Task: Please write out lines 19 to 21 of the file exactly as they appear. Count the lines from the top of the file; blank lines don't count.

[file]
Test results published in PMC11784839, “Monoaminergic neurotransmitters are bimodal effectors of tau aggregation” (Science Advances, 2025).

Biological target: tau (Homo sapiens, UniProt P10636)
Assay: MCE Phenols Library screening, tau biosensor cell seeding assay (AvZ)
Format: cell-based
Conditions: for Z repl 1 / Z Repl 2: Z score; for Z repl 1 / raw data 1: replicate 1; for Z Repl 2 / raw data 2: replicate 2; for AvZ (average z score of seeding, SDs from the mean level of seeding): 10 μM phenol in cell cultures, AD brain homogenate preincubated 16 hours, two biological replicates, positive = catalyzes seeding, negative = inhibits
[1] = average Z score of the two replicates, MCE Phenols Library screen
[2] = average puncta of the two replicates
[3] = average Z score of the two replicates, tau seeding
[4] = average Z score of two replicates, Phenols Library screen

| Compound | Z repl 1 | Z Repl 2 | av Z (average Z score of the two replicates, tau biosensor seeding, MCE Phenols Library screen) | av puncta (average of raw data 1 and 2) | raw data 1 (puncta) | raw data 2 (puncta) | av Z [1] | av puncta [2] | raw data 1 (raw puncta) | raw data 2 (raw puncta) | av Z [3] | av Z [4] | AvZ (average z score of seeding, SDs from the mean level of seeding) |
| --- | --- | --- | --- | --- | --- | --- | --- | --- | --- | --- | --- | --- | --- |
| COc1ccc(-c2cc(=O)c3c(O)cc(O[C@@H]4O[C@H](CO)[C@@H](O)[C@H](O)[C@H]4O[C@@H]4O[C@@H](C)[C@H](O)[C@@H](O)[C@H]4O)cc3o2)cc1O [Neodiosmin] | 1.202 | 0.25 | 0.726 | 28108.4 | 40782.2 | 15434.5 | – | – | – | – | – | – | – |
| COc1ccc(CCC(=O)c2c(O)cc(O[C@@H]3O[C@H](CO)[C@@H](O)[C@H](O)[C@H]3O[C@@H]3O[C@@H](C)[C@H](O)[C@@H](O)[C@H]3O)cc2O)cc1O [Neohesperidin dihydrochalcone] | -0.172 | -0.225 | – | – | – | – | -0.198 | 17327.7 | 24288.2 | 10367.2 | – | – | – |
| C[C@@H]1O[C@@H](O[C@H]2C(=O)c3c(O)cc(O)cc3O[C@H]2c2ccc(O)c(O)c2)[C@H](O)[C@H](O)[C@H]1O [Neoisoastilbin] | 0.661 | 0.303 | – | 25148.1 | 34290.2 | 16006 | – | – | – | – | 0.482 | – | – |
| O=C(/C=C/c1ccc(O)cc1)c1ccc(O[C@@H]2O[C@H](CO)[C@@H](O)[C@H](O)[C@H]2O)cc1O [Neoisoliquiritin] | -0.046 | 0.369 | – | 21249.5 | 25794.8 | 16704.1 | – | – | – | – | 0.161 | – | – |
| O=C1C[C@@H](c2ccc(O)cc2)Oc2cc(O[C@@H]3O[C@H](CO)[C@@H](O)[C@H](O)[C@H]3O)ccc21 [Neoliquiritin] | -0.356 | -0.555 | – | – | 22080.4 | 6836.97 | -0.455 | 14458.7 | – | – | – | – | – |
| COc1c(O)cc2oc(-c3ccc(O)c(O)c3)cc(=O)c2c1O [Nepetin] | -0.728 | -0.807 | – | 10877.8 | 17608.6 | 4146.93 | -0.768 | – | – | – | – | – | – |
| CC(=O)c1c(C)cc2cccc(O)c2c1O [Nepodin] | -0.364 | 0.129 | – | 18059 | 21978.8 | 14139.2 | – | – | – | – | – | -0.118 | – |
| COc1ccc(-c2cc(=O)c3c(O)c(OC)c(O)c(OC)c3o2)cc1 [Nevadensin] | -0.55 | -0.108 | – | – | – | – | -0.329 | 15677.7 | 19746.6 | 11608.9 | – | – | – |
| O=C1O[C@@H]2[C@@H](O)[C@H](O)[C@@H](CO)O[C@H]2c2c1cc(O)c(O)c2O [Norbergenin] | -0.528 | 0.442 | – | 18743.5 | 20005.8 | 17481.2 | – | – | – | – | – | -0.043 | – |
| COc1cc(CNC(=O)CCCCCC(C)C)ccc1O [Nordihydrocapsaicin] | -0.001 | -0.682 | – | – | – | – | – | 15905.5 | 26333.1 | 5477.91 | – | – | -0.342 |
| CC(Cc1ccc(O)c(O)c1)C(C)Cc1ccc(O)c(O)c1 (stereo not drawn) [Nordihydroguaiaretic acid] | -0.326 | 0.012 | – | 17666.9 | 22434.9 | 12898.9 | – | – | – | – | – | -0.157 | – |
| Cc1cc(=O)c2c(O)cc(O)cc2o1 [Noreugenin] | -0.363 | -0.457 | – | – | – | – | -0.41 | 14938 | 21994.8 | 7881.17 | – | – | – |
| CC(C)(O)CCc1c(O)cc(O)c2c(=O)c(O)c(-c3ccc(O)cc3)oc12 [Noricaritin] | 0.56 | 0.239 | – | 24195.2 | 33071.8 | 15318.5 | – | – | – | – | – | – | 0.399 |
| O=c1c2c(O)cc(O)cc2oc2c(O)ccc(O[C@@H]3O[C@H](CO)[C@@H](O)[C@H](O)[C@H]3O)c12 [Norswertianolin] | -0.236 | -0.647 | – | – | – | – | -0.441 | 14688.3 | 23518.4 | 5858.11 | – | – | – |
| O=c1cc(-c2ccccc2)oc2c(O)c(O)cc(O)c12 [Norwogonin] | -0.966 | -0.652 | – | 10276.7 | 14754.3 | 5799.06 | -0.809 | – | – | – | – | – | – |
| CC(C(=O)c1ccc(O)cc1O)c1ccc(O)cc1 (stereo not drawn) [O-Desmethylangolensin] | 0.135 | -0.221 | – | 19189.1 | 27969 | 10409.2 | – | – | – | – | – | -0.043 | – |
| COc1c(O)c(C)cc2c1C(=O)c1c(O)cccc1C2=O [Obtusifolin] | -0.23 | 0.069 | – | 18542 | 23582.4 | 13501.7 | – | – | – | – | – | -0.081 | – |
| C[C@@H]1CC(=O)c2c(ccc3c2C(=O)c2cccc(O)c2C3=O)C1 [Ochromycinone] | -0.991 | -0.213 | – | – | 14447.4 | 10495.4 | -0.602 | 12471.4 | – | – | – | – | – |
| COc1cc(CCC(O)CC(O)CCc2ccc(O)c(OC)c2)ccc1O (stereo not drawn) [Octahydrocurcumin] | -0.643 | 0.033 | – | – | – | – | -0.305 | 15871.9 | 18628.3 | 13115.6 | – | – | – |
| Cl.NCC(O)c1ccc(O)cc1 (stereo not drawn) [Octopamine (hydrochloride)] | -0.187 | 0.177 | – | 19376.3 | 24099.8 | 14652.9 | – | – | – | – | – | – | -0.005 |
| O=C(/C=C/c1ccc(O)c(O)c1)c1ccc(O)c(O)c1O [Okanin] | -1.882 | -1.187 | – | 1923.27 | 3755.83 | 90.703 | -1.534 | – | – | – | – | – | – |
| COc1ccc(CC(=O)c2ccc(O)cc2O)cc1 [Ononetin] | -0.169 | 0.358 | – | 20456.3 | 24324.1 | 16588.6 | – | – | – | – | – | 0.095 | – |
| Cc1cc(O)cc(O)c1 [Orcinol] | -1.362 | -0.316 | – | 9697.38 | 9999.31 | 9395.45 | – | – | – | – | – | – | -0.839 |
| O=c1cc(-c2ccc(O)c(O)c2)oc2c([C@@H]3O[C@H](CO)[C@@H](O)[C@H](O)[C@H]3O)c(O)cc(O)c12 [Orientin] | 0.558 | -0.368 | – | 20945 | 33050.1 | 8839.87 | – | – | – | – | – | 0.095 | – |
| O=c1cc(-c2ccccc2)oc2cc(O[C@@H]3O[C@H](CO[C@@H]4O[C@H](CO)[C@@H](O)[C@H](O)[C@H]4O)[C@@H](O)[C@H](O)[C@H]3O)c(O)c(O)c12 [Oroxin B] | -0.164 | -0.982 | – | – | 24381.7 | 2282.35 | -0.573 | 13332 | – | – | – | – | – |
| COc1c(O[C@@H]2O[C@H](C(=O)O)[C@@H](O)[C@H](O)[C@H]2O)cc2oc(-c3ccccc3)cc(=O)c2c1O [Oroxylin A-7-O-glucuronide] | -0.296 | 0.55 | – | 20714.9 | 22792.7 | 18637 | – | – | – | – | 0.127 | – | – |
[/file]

| COc1ccc(-c2cc(=O)c3c(O)c(OC)c(O)c(OC)c3o2)cc1 [Nevadensin] | -0.55 | -0.108 | – | – | – | – | -0.329 | 15677.7 | 19746.6 | 11608.9 | – | – | – |
| O=C1O[C@@H]2[C@@H](O)[C@H](O)[C@@H](CO)O[C@H]2c2c1cc(O)c(O)c2O [Norbergenin] | -0.528 | 0.442 | – | 18743.5 | 20005.8 | 17481.2 | – | – | – | – | – | -0.043 | – |
| COc1cc(CNC(=O)CCCCCC(C)C)ccc1O [Nordihydrocapsaicin] | -0.001 | -0.682 | – | – | – | – | – | 15905.5 | 26333.1 | 5477.91 | – | – | -0.342 |